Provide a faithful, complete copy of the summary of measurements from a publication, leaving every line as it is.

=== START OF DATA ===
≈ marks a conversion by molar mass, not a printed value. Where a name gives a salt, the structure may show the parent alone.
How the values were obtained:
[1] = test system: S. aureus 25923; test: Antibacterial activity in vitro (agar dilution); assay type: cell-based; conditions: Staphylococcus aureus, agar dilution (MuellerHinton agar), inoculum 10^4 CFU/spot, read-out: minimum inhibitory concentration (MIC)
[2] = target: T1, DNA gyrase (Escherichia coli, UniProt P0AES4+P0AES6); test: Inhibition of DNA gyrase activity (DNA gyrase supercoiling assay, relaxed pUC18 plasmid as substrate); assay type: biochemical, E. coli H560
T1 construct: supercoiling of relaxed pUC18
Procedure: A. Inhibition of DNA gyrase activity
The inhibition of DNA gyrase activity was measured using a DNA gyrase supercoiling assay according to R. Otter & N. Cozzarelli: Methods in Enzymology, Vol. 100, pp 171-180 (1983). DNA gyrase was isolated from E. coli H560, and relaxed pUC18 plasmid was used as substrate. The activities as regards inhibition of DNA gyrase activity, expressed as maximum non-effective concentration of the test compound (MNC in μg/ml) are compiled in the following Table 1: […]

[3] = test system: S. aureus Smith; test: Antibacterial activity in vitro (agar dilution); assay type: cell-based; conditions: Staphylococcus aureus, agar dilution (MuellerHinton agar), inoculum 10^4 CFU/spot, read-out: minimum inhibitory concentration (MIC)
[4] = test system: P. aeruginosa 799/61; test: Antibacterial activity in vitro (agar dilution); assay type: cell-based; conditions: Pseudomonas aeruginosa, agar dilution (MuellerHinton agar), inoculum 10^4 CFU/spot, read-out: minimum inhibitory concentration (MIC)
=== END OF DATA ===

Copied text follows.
≈ marks a conversion by molar mass, not a printed value. Where a name gives a salt, the structure may show the parent alone.
How the values were obtained:
[1] = test system: S. aureus 25923; test: Antibacterial activity in vitro (agar dilution); assay type: cell-based; conditions: Staphylococcus aureus, agar dilution (MuellerHinton agar), inoculum 10^4 CFU/spot, read-out: minimum inhibitory concentration (MIC)
[2] = target: T1, DNA gyrase (Escherichia coli, UniProt P0AES4+P0AES6); test: Inhibition of DNA gyrase activity (DNA gyrase supercoiling assay, relaxed pUC18 plasmid as substrate); assay type: biochemical, E. coli H560
T1 construct: supercoiling of relaxed pUC18
Procedure: A. Inhibition of DNA gyrase activity
The inhibition of DNA gyrase activity was measured using a DNA gyrase supercoiling assay according to R. Otter & N. Cozzarelli: Methods in Enzymology, Vol. 100, pp 171-180 (1983). DNA gyrase was isolated from E. coli H560, and relaxed pUC18 plasmid was used as substrate. The activities as regards inhibition of DNA gyrase activity, expressed as maximum non-effective concentration of the test compound (MNC in μg/ml) are compiled in the following Table 1: […]

[3] = test system: S. aureus Smith; test: Antibacterial activity in vitro (agar dilution); assay type: cell-based; conditions: Staphylococcus aureus, agar dilution (MuellerHinton agar), inoculum 10^4 CFU/spot, read-out: minimum inhibitory concentration (MIC)
[4] = test system: P. aeruginosa 799/61; test: Antibacterial activity in vitro (agar dilution); assay type: cell-based; conditions: Pseudomonas aeruginosa, agar dilution (MuellerHinton agar), inoculum 10^4 CFU/spot, read-out: minimum inhibitory concentration (MIC)